From where I sit On The Kowch, this year’s 78 day federal election campaign will be better for talk radio ratings than the last 37 day election campaign in 2011. Why? Because by the time the PPM ratings started on August 31st in Montreal, Toronto, Edmonton, Calgary and Vancouver and in the smaller diary markets on Labour Day, almost half the campaign took place during the hot lazy days of summer when more Canadians traditionally listen to FM music than talk radio. So there was no talk radio election fatigue at the start of the most important rating period of the year for radio stations in Canada.
Another reason is because of what happened 48 hours into the PPM ratings, when Canadians woke up to the photo of a lifeless three-year-old Alan Kurdi whose body washed up on the shores of a beach in Turkey.
From where I sit On The Kowch, it was only a matter of time before radio stations in Canada would follow the lead of 600 American broadcasters who use the new technology known as Voltair to boost PPM rating results. Sources tell me that four of the biggest radio groups in Canada secretly used Voltair between March and the end of May of this year on some of their radio stations to boost their 2015 Spring PPM rating results.
“It definitely impacted the stations using Voltair,” one radio source told me. “Evanov Communications, Corus, Newcap and Bell tested the technology. Newcap had Voltair on most of their stations. Bell tested it out on one of their AM stations.”
From where I sit On The Kowch, God bless the internet. It has given radio in Canada a new lease on life. That old radio box on granny’s kitchen counter is not the only way to listen to radio anymore. In the past month, 30 per cent of Canadians used non traditional platforms to tune in to their favourite radio station online. Just ask Mike Mohammed, a manager on the Bell Media Research team, and Alicia Olson-Keating, a senior director of the team. On December 19th, they explained on YouTube how 5.4 million or 29 per cent of Canadians 18-54 listen to radio while they are using the internet. A power point presentation drove home the importance of online radio listening. Hell, even I got the Bell Media App to listen to radio on my iPhone in the past month.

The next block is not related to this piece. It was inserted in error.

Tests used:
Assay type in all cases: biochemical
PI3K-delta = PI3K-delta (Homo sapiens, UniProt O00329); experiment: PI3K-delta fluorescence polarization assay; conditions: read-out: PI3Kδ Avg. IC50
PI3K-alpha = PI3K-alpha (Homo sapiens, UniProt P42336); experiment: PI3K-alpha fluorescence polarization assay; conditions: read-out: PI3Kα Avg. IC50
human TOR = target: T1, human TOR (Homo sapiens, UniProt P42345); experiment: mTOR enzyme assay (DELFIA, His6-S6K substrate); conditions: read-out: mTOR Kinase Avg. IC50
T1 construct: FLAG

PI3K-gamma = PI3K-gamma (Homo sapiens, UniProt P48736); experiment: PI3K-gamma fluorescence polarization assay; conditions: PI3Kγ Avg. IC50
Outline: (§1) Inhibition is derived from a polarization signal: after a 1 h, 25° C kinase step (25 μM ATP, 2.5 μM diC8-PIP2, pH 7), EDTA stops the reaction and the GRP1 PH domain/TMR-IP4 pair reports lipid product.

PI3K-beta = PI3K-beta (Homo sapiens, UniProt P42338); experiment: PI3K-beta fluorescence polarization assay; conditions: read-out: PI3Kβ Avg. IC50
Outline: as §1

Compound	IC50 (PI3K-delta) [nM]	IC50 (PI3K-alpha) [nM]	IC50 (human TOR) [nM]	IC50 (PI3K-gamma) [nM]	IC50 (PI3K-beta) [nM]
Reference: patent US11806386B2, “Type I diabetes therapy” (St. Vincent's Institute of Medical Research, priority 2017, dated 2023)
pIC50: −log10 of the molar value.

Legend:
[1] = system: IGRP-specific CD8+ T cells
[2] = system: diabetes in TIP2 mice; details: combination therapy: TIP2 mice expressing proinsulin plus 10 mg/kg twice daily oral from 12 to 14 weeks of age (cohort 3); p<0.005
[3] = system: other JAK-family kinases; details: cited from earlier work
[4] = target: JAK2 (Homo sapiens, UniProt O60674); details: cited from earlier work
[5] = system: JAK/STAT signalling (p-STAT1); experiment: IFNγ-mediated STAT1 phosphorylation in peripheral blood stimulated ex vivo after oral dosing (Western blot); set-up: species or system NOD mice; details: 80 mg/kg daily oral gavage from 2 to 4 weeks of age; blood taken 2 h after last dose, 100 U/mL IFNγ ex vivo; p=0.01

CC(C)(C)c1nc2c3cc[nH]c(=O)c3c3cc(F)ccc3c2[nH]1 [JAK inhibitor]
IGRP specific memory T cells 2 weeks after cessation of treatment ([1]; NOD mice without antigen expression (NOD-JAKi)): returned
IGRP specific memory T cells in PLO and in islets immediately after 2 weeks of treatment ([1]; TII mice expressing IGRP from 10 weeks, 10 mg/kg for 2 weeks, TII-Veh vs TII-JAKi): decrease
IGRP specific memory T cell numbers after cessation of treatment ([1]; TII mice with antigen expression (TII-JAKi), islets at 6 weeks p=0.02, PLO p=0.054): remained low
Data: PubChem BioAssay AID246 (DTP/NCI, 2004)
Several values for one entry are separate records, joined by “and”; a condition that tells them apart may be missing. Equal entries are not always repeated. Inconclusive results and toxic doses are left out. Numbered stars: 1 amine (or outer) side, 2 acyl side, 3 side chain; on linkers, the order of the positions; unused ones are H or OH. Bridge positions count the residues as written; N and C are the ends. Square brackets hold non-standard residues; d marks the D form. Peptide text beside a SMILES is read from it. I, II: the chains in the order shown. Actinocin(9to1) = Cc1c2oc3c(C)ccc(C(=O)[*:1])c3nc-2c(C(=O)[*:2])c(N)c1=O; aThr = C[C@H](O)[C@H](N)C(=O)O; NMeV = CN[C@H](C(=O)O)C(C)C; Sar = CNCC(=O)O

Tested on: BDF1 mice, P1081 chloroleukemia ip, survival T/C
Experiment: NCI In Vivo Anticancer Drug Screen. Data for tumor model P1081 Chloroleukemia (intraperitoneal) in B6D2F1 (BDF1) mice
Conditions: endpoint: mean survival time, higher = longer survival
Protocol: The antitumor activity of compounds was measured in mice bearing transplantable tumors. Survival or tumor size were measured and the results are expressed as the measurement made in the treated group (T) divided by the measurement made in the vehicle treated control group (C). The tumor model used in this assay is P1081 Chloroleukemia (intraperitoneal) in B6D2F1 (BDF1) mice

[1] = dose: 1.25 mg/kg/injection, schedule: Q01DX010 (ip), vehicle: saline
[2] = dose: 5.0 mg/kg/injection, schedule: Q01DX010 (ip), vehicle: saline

From where I sit On The Kowch, the media loves a great scandal – especially if it’s when radio is caught with its hand in the PPM ratings’ cookie jar like what happened in Los Angeles earlier this year. The juicy tidbits include: cheating, denials, confirmations, embarrassment, investigation, finger pointing, firing and a lot of headlines in the press. L.A. is America’s largest radio market. $1 billion is spent on radio advertising based on the results of Nielsen’s Portable People Meters (PPM) ratings system.